New Guide aims to make children and young people more aware of their European rights to online privacy and safety
The Children’s Rights Alliance today launches a new guide that aims to make information about the rights to online privacy and safety more accessible to the children and young people protected by them. The new publication, Know Your Rights: A Guide to Children’s European Rights to Online Privacy and Safety was developed with the support of the Department of Foreign Affairs and the Communicating Europe Initiative.
Speaking on the launch of the new guide, Tanya Ward, Chief Executive says: “We are in the era of the datafication of children and young people. Companies are very sophisticated when it comes to the design of their online offerings for children, developing platforms that are purpose-built to encourage compulsive use. They are the experts when it comes to harvesting data. This is worrying when we consider that one third of internet users globally are children. We know most children are online from the age of eight or nine. This year in particular, children are spending more time online than ever before and there are very real consequences when young people and their families are not informed and empowered by their rights. The Irish Heart Foundation research has revealed that the high childhood obesity rate we have here is being fuelled by junk food advertising targeting children and teenagers online, particularly boys. This guide aims to inform young people about their European rights but also empower them to protect themselves online.”
“Recent studies have shown that Irish teenagers experience higher than average cyberbullying and problematic social media use,” continued Tanya Ward. “These can often be very difficult experiences for the young people involved or for parents worried about their child and unsure about what they can do. Our guide answers questions like: What should I do if someone under 18 shares an intimate photo of themselves with me? What should I do if an intimate image or video of my child is shared online? If I am being bullied online what should I do and who can I complain to?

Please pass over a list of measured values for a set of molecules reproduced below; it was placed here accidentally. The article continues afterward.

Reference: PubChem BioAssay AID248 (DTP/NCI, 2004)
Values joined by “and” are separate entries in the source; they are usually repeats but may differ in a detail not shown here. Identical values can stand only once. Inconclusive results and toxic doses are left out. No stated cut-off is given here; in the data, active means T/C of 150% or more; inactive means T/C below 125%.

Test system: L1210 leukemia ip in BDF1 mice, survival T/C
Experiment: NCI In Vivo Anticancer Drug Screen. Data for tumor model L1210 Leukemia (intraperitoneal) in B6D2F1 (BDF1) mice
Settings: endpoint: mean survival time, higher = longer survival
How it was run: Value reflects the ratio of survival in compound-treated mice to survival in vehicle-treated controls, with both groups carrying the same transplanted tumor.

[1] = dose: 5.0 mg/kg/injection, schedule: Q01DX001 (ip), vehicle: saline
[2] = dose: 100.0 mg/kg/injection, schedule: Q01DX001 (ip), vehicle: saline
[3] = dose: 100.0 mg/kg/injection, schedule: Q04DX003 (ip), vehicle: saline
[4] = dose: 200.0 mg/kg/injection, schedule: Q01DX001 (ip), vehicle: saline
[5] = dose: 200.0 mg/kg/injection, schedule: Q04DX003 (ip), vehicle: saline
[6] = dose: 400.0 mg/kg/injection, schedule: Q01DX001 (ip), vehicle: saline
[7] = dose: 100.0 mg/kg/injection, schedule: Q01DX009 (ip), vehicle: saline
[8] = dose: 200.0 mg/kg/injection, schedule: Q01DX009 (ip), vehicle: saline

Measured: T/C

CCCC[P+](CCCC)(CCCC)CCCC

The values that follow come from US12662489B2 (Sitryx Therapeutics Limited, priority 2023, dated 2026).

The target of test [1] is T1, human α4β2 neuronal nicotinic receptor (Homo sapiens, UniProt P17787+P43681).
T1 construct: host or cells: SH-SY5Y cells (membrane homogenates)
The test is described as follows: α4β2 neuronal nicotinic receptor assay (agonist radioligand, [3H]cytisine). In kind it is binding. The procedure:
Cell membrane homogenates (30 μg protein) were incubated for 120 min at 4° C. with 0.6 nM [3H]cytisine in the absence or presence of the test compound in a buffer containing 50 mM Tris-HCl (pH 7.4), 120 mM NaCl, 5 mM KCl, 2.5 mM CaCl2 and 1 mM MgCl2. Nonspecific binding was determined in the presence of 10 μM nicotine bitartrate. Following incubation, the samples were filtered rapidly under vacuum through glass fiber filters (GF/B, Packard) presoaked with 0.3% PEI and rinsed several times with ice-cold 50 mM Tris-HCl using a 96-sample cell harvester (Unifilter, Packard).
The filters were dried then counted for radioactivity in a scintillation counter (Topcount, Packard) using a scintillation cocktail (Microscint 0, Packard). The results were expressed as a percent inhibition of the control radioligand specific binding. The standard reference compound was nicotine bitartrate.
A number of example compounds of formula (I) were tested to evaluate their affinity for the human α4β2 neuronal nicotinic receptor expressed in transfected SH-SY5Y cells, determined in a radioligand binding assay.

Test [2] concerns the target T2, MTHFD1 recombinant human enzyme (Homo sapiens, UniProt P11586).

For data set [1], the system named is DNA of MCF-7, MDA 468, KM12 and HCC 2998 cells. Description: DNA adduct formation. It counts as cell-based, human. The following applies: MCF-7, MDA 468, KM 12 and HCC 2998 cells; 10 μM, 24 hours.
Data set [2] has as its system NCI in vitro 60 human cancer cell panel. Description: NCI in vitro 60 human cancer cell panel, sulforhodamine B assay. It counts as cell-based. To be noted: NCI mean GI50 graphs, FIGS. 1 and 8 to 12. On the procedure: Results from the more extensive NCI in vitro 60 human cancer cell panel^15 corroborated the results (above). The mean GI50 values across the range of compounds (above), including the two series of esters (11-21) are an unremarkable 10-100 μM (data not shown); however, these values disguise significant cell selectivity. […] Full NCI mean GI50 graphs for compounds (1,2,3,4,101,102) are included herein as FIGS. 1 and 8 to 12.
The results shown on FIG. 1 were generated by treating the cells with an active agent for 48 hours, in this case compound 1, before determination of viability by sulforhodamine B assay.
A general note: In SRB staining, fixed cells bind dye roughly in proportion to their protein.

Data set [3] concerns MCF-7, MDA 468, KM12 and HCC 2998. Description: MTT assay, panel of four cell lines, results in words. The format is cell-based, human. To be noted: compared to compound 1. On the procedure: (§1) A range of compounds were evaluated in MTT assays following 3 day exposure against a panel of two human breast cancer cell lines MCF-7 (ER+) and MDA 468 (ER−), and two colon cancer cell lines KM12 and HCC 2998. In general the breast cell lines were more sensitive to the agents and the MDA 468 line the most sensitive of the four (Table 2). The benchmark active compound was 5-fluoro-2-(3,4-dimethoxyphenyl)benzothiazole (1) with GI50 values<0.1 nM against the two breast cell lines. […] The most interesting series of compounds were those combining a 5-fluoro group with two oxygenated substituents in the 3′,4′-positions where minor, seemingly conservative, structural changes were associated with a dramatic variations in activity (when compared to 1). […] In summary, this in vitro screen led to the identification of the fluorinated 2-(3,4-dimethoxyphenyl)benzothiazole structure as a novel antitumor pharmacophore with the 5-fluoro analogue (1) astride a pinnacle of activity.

It is critical that children and young people learn what the law is saying so they do not get themselves into very serious trouble. Understanding their legal rights will provide them with the necessary tools to take action when they feel their rights are not being protected or respected. There are remedies that can help keep children and young people safe and their personal data safe while online."
“The General Data Protection Regulation is not perfect, but it does contain special protections for children. There are actions children, young people or their parents and guardians can take to protect themselves online. However, the responsibility should not lie with the user alone. Far more needs to be done by the bigger technology and marketing companies who capitalise on the harvesting of online data. Ireland falls short of other countries in this space. The Government also must ensure that child safety online is an absolute priority and the upcoming Online Safety and Media Commission Bill and the Harmful Communications Bill are a good place to start,” concluded Tanya Ward.
Contact: Emma Archbold Children’s Rights Alliance, Tel: 01-662 9400 / 0879971410, Email: email@example.com
Notes to Editor:
• Tanya Ward, Chief Executive, Children's Rights Alliance is available for interview.
• Julie Ahern, Legal and Policy Manager, Children's Rights Alliance is available for interview.
The Know Your Rights: A Guide to Children's European Rights to Online Privacy and Safety is available here.
Please include details of the Helpline for your readers:
Children's Rights Alliance Helpline: 01 902 0494
Open Mondays 10am to 2pm, Wednesdays 2pm to 7pm and Friday 10am to 12 noon.
About the Children’s Rights Alliance
• Founded in 1995, the Children’s Rights Alliance unites over 100 members working together to make Ireland one of the best places in the world to be a child. Further information is available at: www.childrensrights.ie or on Twitter, @ChildRightsIRL.